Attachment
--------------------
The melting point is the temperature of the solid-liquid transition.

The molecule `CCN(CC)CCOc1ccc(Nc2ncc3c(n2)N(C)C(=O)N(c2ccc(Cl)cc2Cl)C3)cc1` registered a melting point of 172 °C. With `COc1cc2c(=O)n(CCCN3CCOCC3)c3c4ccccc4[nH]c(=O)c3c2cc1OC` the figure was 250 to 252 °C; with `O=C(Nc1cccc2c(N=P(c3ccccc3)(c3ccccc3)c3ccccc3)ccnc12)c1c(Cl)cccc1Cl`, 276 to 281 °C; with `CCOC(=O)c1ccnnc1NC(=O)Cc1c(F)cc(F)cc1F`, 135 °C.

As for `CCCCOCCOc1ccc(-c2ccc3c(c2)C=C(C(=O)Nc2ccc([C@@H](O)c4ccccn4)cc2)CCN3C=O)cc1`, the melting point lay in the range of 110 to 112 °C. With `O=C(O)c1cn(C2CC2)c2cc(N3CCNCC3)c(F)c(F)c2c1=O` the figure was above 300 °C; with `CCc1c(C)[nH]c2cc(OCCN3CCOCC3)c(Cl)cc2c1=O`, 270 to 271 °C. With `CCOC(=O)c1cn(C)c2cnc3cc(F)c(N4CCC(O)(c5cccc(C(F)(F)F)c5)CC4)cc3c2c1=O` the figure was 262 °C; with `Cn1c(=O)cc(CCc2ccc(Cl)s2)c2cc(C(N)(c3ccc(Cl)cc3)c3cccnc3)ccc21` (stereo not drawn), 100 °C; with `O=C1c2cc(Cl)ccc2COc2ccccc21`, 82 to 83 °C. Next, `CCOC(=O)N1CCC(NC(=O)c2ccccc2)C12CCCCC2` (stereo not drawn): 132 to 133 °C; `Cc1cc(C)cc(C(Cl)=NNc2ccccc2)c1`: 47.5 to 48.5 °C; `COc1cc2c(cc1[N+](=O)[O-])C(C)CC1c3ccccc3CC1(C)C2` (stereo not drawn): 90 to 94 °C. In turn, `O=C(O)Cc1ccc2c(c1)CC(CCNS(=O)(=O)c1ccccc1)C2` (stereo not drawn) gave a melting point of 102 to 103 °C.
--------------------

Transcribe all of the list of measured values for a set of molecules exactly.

The melting point is the temperature of the solid-liquid transition.

The molecule `CCN(CC)CCOc1ccc(Nc2ncc3c(n2)N(C)C(=O)N(c2ccc(Cl)cc2Cl)C3)cc1` registered a melting point of 172 °C. With `COc1cc2c(=O)n(CCCN3CCOCC3)c3c4ccccc4[nH]c(=O)c3c2cc1OC` the figure was 250 to 252 °C; with `O=C(Nc1cccc2c(N=P(c3ccccc3)(c3ccccc3)c3ccccc3)ccnc12)c1c(Cl)cccc1Cl`, 276 to 281 °C; with `CCOC(=O)c1ccnnc1NC(=O)Cc1c(F)cc(F)cc1F`, 135 °C.

As for `CCCCOCCOc1ccc(-c2ccc3c(c2)C=C(C(=O)Nc2ccc([C@@H](O)c4ccccn4)cc2)CCN3C=O)cc1`, the melting point lay in the range of 110 to 112 °C. With `O=C(O)c1cn(C2CC2)c2cc(N3CCNCC3)c(F)c(F)c2c1=O` the figure was above 300 °C; with `CCc1c(C)[nH]c2cc(OCCN3CCOCC3)c(Cl)cc2c1=O`, 270 to 271 °C. With `CCOC(=O)c1cn(C)c2cnc3cc(F)c(N4CCC(O)(c5cccc(C(F)(F)F)c5)CC4)cc3c2c1=O` the figure was 262 °C; with `Cn1c(=O)cc(CCc2ccc(Cl)s2)c2cc(C(N)(c3ccc(Cl)cc3)c3cccnc3)ccc21` (stereo not drawn), 100 °C; with `O=C1c2cc(Cl)ccc2COc2ccccc21`, 82 to 83 °C. Next, `CCOC(=O)N1CCC(NC(=O)c2ccccc2)C12CCCCC2` (stereo not drawn): 132 to 133 °C; `Cc1cc(C)cc(C(Cl)=NNc2ccccc2)c1`: 47.5 to 48.5 °C; `COc1cc2c(cc1[N+](=O)[O-])C(C)CC1c3ccccc3CC1(C)C2` (stereo not drawn): 90 to 94 °C. In turn, `O=C(O)Cc1ccc2c(c1)CC(CCNS(=O)(=O)c1ccccc1)C2` (stereo not drawn) gave a melting point of 102 to 103 °C.